Eye in the Sky (2016) – Film Review

Timely and effective movie that’s entertaining and thought provoking


From the man that brought you X-Men Origins: Wolverine (2009) … Not an auspicious start but please keep reading.  Gavin Hood directs Eye in the Sky which sees Helen Mirren as Colonel Katherine Powell who has been tracking a extremist British convert who has joined up with terror group Al Shabaab.  She has a carefully set up mission to capture her target but when she discovers a suicide bombing being prepared she wants to change the plan and put a missile through the roof of the building containing the suspect.  This sets in motion a series of legal, moral and political debates within the COBRA committee in London.

While this film has tension and drama and action it is what is going on under the surface that makes it so compelling.  At a time when drone strikes have become the norm Eye in the Sky’s arrival is almost prescient.  It deftly examines the different dimensions of the debate of missions to kill leading terror suspects especially when those strikes are routinely taking place in built up areas with a high degree of probability of collateral damage.  The movie sets up the military and its frustration with civilian prevaricating over puling the trigger while the politicians seek to avoid responsibility and the US pilot of the drone played by Aaron Paul obsesses over avoiding any civilian casualties.  I have to say my one big issue with the film was the way Paul played the character of Steve Watts who is at the end balling like a baby over the prospect of firing a missile.  Just what was he expecting when he signed up for the job?  Surely the US military has better screening processes.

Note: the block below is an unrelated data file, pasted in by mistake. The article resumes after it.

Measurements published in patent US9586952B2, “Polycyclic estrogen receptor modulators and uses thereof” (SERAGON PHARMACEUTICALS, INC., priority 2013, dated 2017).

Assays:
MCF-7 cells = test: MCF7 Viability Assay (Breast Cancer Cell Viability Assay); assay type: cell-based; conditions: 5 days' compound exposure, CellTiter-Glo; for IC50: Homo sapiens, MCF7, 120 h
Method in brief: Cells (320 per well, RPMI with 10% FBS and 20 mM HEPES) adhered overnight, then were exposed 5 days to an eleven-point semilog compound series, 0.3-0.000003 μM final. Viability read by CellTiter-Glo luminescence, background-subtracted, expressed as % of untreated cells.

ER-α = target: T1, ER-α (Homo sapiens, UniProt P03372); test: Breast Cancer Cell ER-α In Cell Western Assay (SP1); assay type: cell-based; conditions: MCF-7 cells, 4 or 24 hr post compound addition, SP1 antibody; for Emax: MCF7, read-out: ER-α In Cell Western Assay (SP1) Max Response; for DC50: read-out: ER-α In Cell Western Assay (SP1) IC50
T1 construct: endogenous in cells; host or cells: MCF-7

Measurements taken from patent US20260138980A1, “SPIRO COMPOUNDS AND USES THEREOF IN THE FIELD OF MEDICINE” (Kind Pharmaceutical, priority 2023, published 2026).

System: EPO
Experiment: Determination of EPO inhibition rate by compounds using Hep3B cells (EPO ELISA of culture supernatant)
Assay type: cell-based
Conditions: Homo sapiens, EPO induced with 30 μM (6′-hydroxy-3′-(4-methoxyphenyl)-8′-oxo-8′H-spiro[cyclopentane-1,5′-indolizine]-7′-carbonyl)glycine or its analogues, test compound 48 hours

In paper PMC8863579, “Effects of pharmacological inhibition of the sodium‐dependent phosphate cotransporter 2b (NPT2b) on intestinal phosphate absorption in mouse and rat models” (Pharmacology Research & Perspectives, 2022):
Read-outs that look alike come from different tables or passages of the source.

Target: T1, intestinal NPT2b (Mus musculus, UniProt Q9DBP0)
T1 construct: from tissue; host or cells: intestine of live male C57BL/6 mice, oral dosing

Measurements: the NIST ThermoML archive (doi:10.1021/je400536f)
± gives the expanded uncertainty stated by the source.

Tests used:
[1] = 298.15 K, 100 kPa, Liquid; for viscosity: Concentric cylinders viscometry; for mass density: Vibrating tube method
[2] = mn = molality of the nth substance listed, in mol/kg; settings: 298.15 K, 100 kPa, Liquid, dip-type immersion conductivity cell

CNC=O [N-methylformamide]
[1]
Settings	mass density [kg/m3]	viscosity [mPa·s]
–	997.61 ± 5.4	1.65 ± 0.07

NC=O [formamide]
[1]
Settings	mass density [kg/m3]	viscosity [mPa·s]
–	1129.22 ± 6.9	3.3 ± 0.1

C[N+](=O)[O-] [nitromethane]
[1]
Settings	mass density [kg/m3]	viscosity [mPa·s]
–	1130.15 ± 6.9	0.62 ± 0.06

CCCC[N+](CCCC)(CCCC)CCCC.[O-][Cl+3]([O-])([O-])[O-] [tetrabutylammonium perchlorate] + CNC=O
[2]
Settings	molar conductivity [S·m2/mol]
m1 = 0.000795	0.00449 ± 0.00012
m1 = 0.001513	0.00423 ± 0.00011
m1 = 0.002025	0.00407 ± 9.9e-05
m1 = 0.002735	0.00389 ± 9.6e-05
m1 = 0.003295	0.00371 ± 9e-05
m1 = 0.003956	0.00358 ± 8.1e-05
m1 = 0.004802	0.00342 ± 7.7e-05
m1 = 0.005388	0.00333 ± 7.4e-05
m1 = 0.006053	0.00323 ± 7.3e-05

As a side note I believe this was the last film of the sadly departed Alan Rickman who plays Lieutenant General Frank Benson and tries to mediate between the parties.  Great way for him to bow out.  To summarise Eye in the Sky is top class drama that entertains and poses questions about modern geo-politics.  A must see for film enthusiasts.  My rating 4/5.


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